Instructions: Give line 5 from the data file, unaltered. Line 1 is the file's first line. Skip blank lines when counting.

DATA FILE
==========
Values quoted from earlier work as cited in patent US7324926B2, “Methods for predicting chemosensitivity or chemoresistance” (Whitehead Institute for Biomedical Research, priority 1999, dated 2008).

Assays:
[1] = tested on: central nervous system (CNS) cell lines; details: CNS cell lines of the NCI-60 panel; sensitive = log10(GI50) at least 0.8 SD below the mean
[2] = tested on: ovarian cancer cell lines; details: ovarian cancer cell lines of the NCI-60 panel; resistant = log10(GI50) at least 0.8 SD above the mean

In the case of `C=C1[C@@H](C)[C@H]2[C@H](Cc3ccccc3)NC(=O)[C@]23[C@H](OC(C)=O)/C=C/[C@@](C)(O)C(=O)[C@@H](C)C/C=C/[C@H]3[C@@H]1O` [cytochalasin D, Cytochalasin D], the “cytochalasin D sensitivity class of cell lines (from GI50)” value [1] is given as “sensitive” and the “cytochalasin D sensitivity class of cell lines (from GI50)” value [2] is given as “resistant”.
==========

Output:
In the case of `C=C1[C@@H](C)[C@H]2[C@H](Cc3ccccc3)NC(=O)[C@]23[C@H](OC(C)=O)/C=C/[C@@](C)(O)C(=O)[C@@H](C)C/C=C/[C@H]3[C@@H]1O` [cytochalasin D, Cytochalasin D], the “cytochalasin D sensitivity class of cell lines (from GI50)” value [1] is given as “sensitive” and the “cytochalasin D sensitivity class of cell lines (from GI50)” value [2] is given as “resistant”.